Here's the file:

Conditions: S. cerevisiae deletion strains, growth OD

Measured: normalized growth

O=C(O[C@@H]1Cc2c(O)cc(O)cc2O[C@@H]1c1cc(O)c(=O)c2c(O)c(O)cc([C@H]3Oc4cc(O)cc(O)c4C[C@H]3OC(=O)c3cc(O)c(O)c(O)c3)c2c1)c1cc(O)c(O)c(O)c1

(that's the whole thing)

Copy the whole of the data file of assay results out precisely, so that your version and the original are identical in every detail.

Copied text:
Conditions: S. cerevisiae deletion strains, growth OD

Measured: normalized growth

O=C(O[C@@H]1Cc2c(O)cc(O)cc2O[C@@H]1c1cc(O)c(=O)c2c(O)c(O)cc([C@H]3Oc4cc(O)cc(O)c4C[C@H]3OC(=O)c3cc(O)c(O)c(O)c3)c2c1)c1cc(O)c(O)c(O)c1